Maritime Piracy: Reasons, Dangers and Solutions

This testimony discusses maritime piracy, and notes that it is economically driven. The pirates' main goal is profit, and the ships owners would like to keep their operating costs as low as possible. Between 2003 and 2008, there were 1,845 attempted or actual piracy acts. The bulk of the attacks occur around the Horn of Africa and the Gulf of Aden. Two underlying factors are important enablers of piracy: the huge volume of cargo that is shipped by sea, and the need for ships to traverse through congested maritime bottlenecks. In addition the use of skeletons crews as cost cutting measures makes piracy more likely. Security monitoring of waters has decreased due to the pressure to provide security on land. An increase in small arms, globally, has made it easier for pirates to be armed for their attacks. Ship owners are willing to pay ransom demands, and this provides incentives for pirate attacks. All these factors merge to provide a fertile ground for pirate attacks. Areas for further research are discussed, in order to help combat this maritime threat.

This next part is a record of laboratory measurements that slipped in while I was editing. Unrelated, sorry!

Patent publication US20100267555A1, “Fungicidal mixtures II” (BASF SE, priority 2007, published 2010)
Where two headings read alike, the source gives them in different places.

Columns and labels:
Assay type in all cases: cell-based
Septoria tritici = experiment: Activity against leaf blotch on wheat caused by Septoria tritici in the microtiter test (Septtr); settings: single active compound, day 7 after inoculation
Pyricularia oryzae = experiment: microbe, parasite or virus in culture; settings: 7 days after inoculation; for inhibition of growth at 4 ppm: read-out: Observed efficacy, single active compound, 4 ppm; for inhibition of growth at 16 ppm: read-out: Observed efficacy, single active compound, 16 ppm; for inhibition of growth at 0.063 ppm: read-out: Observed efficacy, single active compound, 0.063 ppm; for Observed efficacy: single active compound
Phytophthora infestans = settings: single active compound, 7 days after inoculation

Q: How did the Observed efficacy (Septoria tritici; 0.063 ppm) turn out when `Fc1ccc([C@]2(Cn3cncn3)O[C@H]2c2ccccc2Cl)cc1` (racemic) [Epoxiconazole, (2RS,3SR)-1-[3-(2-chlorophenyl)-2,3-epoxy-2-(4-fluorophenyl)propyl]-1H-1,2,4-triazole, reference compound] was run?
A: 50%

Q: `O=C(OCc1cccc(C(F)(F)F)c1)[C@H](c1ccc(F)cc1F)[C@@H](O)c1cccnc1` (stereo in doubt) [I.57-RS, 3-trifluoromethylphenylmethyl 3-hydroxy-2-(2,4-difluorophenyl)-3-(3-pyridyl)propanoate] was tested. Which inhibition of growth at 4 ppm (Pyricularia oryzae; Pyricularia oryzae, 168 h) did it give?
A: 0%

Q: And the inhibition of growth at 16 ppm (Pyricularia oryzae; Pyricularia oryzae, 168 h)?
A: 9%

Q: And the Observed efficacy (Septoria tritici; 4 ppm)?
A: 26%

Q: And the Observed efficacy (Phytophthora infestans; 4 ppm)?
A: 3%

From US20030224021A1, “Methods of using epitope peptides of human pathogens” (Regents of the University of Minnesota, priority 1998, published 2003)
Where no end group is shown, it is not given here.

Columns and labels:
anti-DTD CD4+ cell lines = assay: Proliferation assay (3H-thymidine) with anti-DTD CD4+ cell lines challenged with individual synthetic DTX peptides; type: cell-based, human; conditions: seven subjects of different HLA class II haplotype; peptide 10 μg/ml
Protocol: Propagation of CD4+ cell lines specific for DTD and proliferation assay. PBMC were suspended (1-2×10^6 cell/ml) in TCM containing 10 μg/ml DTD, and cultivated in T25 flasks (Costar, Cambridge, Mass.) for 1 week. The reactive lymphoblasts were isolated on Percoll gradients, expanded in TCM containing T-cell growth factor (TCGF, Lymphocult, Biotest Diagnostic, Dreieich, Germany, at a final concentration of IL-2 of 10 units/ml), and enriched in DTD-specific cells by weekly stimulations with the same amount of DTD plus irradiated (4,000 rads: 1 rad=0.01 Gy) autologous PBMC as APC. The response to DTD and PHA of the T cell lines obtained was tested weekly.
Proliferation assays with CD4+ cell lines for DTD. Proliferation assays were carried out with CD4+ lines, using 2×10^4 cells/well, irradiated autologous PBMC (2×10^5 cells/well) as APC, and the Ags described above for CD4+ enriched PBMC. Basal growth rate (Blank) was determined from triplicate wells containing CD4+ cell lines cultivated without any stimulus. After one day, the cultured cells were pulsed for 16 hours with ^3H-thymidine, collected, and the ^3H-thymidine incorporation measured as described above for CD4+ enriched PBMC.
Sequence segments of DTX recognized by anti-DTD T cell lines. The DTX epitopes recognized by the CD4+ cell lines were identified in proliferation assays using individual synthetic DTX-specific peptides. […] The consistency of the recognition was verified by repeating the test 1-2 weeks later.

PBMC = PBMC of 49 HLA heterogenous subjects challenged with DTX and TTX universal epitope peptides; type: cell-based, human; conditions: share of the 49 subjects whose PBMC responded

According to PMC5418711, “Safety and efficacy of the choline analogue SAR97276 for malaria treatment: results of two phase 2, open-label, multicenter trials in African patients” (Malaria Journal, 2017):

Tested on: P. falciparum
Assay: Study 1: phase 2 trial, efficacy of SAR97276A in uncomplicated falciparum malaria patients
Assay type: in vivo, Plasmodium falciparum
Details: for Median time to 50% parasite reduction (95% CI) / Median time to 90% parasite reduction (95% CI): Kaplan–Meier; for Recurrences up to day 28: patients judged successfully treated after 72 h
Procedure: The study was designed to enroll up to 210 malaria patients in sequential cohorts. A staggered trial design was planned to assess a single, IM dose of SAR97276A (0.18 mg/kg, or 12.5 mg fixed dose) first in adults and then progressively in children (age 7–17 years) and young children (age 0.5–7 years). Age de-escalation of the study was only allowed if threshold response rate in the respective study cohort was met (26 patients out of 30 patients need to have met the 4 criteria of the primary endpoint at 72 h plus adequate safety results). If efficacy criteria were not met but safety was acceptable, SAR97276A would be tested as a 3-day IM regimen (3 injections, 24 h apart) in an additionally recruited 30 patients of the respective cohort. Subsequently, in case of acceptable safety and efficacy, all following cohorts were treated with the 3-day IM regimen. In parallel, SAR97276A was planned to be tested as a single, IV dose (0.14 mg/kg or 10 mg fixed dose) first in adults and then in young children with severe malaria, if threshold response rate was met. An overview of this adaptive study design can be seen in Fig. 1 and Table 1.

• Record URL:
  • Corporate Authors:

    RAND Corporation

    1776 Main Street, P.O. Box 2138
    Santa Monica, CA  United States  90407-2138

    United States House of Representatives

    Committee on Transportation and Infrastructure
    Washington, DC  United States  20515
  • Authors:
    • Chalk, Peter
  • Publication Date: 2009-2


  • English

Media Info

  • Media Type: Web
  • Edition: Testimony
  • Pagination: 9p

Subject/Index Terms

Filing Info

  • Accession Number: 01208107
  • Record Type: Publication
  • Report/Paper Numbers: CT-317
  • Files: TRIS
  • Created Date: Oct 19 2010 12:40PM